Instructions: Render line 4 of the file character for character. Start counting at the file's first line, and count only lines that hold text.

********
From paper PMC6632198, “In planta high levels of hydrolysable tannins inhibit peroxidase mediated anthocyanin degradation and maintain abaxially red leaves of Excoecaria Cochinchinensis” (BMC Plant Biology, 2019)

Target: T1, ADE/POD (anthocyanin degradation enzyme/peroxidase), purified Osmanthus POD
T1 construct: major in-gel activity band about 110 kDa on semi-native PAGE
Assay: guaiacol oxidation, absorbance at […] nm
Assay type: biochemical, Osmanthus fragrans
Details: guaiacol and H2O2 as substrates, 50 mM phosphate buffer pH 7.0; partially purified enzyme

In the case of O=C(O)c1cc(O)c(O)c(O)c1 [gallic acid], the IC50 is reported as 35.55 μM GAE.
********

Assay: guaiacol oxidation, absorbance at […] nm